“Like” the First Amendment? Then prepare for a fight, as courts and employers figure out whether a simple click on Facebook deserves free-speech protection.
It’s 21st-century technology meets an 18th-century Constitution, and the real-world implications are starting to erupt.
In rural Mississippi, two firefighters and a police officer are serving 30-day suspensions because they hit “like” on a controversial Facebook post.
In Virginia, a sheriff’s department employee said he was fired for “liking” a page sponsored by the sheriff’s political rival. One federal appellate court already is being asked to weigh in; others surely will follow.
“As we continue to develop new media and new means of expression, it is important to ensure that they are constitutionally protected,” Rebecca Glenberg, a lawyer with the American Civil Liberties Union of Virginia, said in an interview.
When users click “like” on a Facebook post, their names are displayed next to the post. They’re also visible to other users.
The Virginia-based 4th U.S. Circuit Court of Appeals is considering the case of Hampton, Va., sheriff’s department employees allegedly fired for using Facebook and other means to back their boss’s rival. One employee communicated the support by clicking “like.” Another wrote a Facebook post.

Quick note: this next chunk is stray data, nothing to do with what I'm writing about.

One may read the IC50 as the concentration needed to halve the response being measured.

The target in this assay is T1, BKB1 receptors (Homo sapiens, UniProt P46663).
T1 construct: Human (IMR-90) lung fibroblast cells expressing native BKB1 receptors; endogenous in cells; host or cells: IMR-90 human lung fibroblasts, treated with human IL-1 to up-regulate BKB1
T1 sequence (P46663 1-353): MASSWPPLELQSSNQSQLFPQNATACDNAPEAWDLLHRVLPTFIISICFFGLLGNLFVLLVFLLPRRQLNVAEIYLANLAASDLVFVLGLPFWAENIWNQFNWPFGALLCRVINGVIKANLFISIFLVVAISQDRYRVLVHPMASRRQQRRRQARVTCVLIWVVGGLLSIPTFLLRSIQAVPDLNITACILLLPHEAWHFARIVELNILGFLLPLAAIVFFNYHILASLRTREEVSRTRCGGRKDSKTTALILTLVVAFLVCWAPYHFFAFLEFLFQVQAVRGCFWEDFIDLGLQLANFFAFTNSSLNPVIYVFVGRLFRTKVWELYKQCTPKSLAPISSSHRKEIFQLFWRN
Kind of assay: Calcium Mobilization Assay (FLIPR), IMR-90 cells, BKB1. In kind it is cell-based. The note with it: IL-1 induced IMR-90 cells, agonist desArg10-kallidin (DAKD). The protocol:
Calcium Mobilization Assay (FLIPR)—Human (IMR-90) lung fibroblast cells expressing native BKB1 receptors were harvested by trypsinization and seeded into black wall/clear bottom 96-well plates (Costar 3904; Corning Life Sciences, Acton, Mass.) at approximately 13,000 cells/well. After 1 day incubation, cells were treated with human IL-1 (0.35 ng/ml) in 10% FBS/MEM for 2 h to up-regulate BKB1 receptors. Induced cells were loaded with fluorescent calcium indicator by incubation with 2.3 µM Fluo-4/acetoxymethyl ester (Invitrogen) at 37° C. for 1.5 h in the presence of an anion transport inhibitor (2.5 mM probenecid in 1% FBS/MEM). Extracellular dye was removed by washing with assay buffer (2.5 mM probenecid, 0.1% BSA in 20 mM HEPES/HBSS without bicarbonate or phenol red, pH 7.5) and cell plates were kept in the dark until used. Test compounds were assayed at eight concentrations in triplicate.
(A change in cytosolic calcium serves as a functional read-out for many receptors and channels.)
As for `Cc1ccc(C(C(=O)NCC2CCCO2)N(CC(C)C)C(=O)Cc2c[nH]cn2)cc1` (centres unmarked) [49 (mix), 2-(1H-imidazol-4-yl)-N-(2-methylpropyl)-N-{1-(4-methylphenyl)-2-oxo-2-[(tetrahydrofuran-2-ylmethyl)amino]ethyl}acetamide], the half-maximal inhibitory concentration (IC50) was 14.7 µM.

A trial judge concluded last April that “merely ‘liking’ a Facebook page is insufficient speech to merit constitutional protection.” He said it wasn’t the kind of “substantive statement” that courts traditionally have protected.
The subsequent appeal is the first to consider whether a Facebook “like” falls under the First Amendment, Glenberg said.
Underscoring the case’s importance, the ACLU and Facebook have filed separate friend-of-the-court briefs urging free-speech protections.
“I am not aware of any other instances of an employee being fired for ‘liking’ something,” Glenberg said. “There is, however, a trend toward employers monitoring employees’ social media use, so the potential for this sort of thing is certainly there.”
The potential for conflict is so great, in part, because social media are so omnipresent. In its 26-page amicus brief, prepared by attorney Aaron Panner, Facebook – with 800 million users worldwide – says that “over 3 billion likes and comments” are posted daily.
In Columbus, Miss., for instance, city officials suspended firefighters Damon Estes and Erik Minga and police Officer Lance Luckey last Tuesday after the men “liked” a Facebook post by firefighter Brad Alexander. Alexander had written critically about the whereabouts of a woman whose 2-year-old child was hit by a car.
Alexander subsequently apologized and resigned. As first reported by the Columbus-area Dispatch newspaper, the Columbus City Council then voted 4-3 on Tuesday night to suspend the three public-safety officers who’d “liked” Alexander’s posting.
“When you start talking about social media, it’s a new frontier,” Columbus City Councilman Kabir Karriem said Friday in a telephone interview.
Karriem, who voted against suspending the officers, said they could appeal their suspensions to the city’s Civil Service Commission.